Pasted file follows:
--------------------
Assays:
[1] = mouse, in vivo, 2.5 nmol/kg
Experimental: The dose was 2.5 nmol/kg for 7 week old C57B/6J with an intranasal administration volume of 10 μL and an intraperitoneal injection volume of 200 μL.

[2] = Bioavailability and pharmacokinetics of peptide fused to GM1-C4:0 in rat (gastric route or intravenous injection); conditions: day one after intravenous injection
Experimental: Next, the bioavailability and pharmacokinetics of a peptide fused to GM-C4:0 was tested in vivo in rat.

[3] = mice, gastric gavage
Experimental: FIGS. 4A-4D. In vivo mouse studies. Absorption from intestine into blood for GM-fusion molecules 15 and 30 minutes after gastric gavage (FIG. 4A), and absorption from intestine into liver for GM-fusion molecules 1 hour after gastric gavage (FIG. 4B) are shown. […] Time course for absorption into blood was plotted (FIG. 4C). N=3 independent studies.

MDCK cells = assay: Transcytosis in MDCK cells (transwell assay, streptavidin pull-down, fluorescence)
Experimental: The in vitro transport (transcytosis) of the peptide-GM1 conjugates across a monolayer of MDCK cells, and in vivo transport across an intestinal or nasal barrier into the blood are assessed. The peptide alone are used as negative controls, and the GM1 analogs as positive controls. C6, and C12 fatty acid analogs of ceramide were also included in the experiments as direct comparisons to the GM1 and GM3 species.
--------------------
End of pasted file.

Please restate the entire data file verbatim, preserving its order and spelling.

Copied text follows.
Assays:
[1] = mouse, in vivo, 2.5 nmol/kg
Experimental: The dose was 2.5 nmol/kg for 7 week old C57B/6J with an intranasal administration volume of 10 μL and an intraperitoneal injection volume of 200 μL.

[2] = Bioavailability and pharmacokinetics of peptide fused to GM1-C4:0 in rat (gastric route or intravenous injection); conditions: day one after intravenous injection
Experimental: Next, the bioavailability and pharmacokinetics of a peptide fused to GM-C4:0 was tested in vivo in rat.

[3] = mice, gastric gavage
Experimental: FIGS. 4A-4D. In vivo mouse studies. Absorption from intestine into blood for GM-fusion molecules 15 and 30 minutes after gastric gavage (FIG. 4A), and absorption from intestine into liver for GM-fusion molecules 1 hour after gastric gavage (FIG. 4B) are shown. […] Time course for absorption into blood was plotted (FIG. 4C). N=3 independent studies.

MDCK cells = assay: Transcytosis in MDCK cells (transwell assay, streptavidin pull-down, fluorescence)
Experimental: The in vitro transport (transcytosis) of the peptide-GM1 conjugates across a monolayer of MDCK cells, and in vivo transport across an intestinal or nasal barrier into the blood are assessed. The peptide alone are used as negative controls, and the GM1 analogs as positive controls. C6, and C12 fatty acid analogs of ceramide were also included in the experiments as direct comparisons to the GM1 and GM3 species.